After three months' fruitless debates, the Bohemian delegates left Basle and returned to their own country. The Council would come to no terms unless the Bohemians would engage to surrender the faith of Huss, and submit unconditionally to Rome. Although the Hussites, vanquished and in fetters, had been prostrate at the feet of the Council, it could have proposed nothing more humiliating. The Council forgot that the Bohemians were victorious, and that it was it that was suing for peace. In this light, it would seem, did the matter appear to the members when the deputies were gone, for they sent after them a proposal to renew at Prague the negotiations which had been broken off at Basle. [13]

Shrinking from the dire necessity of again unsheathing the sword, and anxious to spare their country the calamities that attend even victorious warfare, the Bohemian chiefs returned answer to the Council bidding them send forward their delegates to Prague. Many an armed embassy had come to Prague, or as near to it as the valor of its heroic sons would permit; now messengers of peace were traveling toward the land of John Huss. Let us, said the Bohemians, display as great courtesy and respect on this occasion as we have shown bravery and defiance on former ones. The citizens put on their best clothes, the bells were tolled, flags were suspended from the steeples and ramparts and gates, and every expression of public welcome greeted the arrival of the delegates of the Council.

The Diet of Bohemia was convoked (1434) [14] with reference to the question which was about to be reopened. The negotiations proceeded more smoothly on the banks of the Moldau than they had done on those of the Rhine. The negotiations ended in a compromise. It was agreed that the four articles of the Hussites should be accepted, but that the right of explaining them, that is of determining their precise import, should belong to the Council – in other words, to the Pope and the emperor. Such was the treaty now formed between the Roman Catholics and the Hussites; its basis was the four articles, explained by the Council – obviously an arrangement which promised a plentiful crop of misunderstandings and quarrels in the future. To this agreement was given the name of the Compactata. As with the Bible so with the four Hussite articles – Rome accepted them, but reserved to herself the right of determining their true sense. It might have been foreseen that the Interpretation and not the Articles would henceforth be the rule. So was the matter understood by AEneas Sylvins, an excellent judge of what the Council meant. "This formula of the Council," said he, "is short, but there is more in its meaning than in its words. It banishes all such opinions and ceremonies as are alien to the faith, and it takes the Bohemians bound to believe and to maintain all that the Church Catholic believes and maintains." [15] This was said with special reference to the Council's explication of the Hussite article of Communion in both kinds. The administrator was to teach the recipient of the Eucharist, according to the decree of the Council in its thirtieth session, that a whole Christ was in the cup as well as in the bread. This was a covert reintroduction of transubstantiation.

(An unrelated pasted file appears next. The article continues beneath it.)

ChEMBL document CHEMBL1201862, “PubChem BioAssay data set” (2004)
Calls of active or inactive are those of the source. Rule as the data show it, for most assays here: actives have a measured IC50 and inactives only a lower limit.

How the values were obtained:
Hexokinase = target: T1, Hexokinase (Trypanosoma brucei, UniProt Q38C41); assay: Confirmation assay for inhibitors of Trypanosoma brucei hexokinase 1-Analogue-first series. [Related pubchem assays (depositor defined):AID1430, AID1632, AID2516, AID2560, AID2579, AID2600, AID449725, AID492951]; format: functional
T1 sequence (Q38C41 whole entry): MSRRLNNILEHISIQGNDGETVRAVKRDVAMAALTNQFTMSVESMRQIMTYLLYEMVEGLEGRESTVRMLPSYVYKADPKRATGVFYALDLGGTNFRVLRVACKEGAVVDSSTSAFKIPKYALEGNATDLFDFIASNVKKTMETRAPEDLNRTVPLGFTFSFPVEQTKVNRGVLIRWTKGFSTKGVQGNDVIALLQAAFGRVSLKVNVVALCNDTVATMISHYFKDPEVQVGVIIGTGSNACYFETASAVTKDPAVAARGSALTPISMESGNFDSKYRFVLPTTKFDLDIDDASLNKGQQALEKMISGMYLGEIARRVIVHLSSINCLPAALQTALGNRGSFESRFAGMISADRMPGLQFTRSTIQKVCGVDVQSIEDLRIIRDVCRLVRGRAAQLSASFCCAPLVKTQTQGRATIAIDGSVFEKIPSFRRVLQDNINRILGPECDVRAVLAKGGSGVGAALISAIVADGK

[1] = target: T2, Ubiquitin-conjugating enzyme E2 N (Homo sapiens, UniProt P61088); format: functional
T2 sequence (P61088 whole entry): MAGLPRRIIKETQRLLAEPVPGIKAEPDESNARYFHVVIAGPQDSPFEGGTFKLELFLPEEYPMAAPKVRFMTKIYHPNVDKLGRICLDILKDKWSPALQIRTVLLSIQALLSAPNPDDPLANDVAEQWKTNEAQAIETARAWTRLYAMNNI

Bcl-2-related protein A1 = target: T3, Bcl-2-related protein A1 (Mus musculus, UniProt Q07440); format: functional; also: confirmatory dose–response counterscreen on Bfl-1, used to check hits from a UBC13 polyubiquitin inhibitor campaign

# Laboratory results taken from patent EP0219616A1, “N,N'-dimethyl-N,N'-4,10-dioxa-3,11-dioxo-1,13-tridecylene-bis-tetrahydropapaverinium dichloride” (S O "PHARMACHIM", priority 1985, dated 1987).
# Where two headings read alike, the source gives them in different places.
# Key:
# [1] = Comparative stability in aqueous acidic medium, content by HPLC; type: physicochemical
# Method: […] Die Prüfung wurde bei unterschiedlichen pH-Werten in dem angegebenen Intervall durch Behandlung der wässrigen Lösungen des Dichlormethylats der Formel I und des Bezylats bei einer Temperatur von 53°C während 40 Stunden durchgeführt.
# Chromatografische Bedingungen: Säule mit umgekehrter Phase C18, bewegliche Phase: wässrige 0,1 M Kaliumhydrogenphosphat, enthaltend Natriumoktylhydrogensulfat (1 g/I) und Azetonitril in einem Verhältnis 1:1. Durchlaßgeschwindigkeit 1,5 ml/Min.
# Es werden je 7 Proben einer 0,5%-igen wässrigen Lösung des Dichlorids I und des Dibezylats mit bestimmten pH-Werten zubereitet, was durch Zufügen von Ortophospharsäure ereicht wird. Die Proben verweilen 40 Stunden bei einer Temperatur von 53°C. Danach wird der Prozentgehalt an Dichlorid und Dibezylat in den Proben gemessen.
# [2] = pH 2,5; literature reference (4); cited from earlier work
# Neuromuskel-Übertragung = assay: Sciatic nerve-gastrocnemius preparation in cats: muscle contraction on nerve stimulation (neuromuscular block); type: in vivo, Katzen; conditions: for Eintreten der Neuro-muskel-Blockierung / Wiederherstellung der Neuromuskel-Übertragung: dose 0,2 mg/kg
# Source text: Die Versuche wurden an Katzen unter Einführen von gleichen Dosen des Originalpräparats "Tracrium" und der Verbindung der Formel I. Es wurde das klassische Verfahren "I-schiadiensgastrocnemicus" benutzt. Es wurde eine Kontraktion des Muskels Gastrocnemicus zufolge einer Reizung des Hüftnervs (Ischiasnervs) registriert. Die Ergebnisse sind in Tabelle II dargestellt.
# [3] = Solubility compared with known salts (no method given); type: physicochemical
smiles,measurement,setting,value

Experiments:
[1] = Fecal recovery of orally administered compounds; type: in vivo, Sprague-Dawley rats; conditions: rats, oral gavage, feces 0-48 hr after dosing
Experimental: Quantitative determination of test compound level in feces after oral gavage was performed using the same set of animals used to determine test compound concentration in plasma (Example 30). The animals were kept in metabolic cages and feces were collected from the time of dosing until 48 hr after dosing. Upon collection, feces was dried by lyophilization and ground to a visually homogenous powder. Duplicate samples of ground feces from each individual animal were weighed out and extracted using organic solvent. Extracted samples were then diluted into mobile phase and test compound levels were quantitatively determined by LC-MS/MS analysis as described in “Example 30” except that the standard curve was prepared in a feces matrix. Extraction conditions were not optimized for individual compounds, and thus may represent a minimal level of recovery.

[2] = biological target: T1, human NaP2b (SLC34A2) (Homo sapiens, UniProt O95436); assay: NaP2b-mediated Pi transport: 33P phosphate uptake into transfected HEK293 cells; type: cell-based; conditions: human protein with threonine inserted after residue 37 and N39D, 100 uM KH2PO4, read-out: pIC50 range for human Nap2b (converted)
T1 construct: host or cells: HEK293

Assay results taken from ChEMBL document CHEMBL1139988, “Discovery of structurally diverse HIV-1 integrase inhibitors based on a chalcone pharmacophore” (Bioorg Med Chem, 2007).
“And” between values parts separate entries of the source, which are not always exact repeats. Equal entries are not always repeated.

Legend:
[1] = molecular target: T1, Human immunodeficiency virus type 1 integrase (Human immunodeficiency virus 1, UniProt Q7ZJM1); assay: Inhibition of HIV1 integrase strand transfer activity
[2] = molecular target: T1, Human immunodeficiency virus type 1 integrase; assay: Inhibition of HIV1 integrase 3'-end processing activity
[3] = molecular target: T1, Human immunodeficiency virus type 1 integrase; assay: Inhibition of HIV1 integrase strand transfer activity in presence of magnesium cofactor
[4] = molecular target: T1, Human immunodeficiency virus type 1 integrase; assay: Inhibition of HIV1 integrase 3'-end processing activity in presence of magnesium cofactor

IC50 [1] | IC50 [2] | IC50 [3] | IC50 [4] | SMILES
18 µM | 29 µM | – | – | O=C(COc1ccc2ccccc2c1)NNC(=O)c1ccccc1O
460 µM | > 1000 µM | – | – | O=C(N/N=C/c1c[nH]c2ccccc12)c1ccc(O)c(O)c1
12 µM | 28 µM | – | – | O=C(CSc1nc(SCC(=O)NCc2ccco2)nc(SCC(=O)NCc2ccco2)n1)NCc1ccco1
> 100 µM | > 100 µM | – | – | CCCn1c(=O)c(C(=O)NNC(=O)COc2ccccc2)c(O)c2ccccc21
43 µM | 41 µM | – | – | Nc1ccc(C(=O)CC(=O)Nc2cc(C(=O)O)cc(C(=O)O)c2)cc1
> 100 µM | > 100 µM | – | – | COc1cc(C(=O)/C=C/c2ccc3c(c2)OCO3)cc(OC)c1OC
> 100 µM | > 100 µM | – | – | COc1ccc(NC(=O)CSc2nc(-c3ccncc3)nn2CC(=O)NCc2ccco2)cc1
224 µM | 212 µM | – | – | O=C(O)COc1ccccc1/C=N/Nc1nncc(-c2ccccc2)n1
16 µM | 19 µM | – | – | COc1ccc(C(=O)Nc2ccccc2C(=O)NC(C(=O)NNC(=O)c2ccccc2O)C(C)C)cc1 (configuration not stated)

The Compactata, then, was but a feeble guarantee of the Bohemian faith and liberties; in fact, it was a surrender of both; and thus the Pope and the emperor, defeated on so many bloody fields, triumphed at last on that of diplomacy. Many of the Bohemians, and more especially the party termed the Calixtines, now returned to their obedience to the Roman See, the cup being guaranteed to them, and the Emperor Sigismund was now acknowledged as legitimate sovereign of Bohemia. [16]